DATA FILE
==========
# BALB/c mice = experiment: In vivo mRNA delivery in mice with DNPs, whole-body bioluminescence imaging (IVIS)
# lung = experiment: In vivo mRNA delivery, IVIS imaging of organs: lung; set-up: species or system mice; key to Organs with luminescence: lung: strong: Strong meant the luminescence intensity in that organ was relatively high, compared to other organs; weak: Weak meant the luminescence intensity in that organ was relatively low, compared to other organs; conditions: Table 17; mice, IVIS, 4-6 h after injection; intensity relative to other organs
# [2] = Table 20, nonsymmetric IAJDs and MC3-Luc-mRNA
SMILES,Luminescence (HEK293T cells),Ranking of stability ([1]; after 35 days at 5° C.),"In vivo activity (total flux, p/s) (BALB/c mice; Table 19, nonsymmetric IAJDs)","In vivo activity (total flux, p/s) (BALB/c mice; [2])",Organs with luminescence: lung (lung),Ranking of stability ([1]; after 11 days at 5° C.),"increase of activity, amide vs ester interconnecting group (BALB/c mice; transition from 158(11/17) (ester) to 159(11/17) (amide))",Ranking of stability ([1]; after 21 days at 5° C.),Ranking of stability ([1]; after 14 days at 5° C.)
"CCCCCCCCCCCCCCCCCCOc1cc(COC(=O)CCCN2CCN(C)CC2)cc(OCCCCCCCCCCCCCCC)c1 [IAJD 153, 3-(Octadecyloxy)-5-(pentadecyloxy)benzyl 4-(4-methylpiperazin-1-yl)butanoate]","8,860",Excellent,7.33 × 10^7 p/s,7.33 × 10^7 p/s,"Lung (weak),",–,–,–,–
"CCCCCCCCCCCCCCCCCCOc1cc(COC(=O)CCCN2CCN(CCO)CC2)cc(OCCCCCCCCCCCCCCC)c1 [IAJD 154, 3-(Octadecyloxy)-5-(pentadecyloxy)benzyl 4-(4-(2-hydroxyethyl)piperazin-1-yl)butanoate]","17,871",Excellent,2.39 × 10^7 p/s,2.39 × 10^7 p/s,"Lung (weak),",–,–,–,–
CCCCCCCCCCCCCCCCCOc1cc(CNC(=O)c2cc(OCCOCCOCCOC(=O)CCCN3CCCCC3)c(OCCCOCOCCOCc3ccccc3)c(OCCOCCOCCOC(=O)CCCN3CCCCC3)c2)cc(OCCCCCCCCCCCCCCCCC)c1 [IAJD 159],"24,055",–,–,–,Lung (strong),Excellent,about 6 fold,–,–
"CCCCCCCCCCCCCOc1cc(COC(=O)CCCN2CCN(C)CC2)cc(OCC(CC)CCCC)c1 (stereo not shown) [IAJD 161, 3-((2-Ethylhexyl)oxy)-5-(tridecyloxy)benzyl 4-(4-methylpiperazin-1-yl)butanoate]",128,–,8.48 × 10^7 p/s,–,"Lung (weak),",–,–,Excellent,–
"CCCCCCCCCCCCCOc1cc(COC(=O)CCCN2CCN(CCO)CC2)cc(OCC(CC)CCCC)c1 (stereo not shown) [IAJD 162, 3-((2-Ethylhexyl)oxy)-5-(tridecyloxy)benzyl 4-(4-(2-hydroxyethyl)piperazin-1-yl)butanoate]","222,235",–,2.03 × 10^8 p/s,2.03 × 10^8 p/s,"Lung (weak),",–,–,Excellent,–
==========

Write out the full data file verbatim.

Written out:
# BALB/c mice = experiment: In vivo mRNA delivery in mice with DNPs, whole-body bioluminescence imaging (IVIS)
# lung = experiment: In vivo mRNA delivery, IVIS imaging of organs: lung; set-up: species or system mice; key to Organs with luminescence: lung: strong: Strong meant the luminescence intensity in that organ was relatively high, compared to other organs; weak: Weak meant the luminescence intensity in that organ was relatively low, compared to other organs; conditions: Table 17; mice, IVIS, 4-6 h after injection; intensity relative to other organs
# [2] = Table 20, nonsymmetric IAJDs and MC3-Luc-mRNA
SMILES,Luminescence (HEK293T cells),Ranking of stability ([1]; after 35 days at 5° C.),"In vivo activity (total flux, p/s) (BALB/c mice; Table 19, nonsymmetric IAJDs)","In vivo activity (total flux, p/s) (BALB/c mice; [2])",Organs with luminescence: lung (lung),Ranking of stability ([1]; after 11 days at 5° C.),"increase of activity, amide vs ester interconnecting group (BALB/c mice; transition from 158(11/17) (ester) to 159(11/17) (amide))",Ranking of stability ([1]; after 21 days at 5° C.),Ranking of stability ([1]; after 14 days at 5° C.)
"CCCCCCCCCCCCCCCCCCOc1cc(COC(=O)CCCN2CCN(C)CC2)cc(OCCCCCCCCCCCCCCC)c1 [IAJD 153, 3-(Octadecyloxy)-5-(pentadecyloxy)benzyl 4-(4-methylpiperazin-1-yl)butanoate]","8,860",Excellent,7.33 × 10^7 p/s,7.33 × 10^7 p/s,"Lung (weak),",–,–,–,–
"CCCCCCCCCCCCCCCCCCOc1cc(COC(=O)CCCN2CCN(CCO)CC2)cc(OCCCCCCCCCCCCCCC)c1 [IAJD 154, 3-(Octadecyloxy)-5-(pentadecyloxy)benzyl 4-(4-(2-hydroxyethyl)piperazin-1-yl)butanoate]","17,871",Excellent,2.39 × 10^7 p/s,2.39 × 10^7 p/s,"Lung (weak),",–,–,–,–
CCCCCCCCCCCCCCCCCOc1cc(CNC(=O)c2cc(OCCOCCOCCOC(=O)CCCN3CCCCC3)c(OCCCOCOCCOCc3ccccc3)c(OCCOCCOCCOC(=O)CCCN3CCCCC3)c2)cc(OCCCCCCCCCCCCCCCCC)c1 [IAJD 159],"24,055",–,–,–,Lung (strong),Excellent,about 6 fold,–,–
"CCCCCCCCCCCCCOc1cc(COC(=O)CCCN2CCN(C)CC2)cc(OCC(CC)CCCC)c1 (stereo not shown) [IAJD 161, 3-((2-Ethylhexyl)oxy)-5-(tridecyloxy)benzyl 4-(4-methylpiperazin-1-yl)butanoate]",128,–,8.48 × 10^7 p/s,–,"Lung (weak),",–,–,Excellent,–
"CCCCCCCCCCCCCOc1cc(COC(=O)CCCN2CCN(CCO)CC2)cc(OCC(CC)CCCC)c1 (stereo not shown) [IAJD 162, 3-((2-Ethylhexyl)oxy)-5-(tridecyloxy)benzyl 4-(4-(2-hydroxyethyl)piperazin-1-yl)butanoate]","222,235",–,2.03 × 10^8 p/s,2.03 × 10^8 p/s,"Lung (weak),",–,–,Excellent,–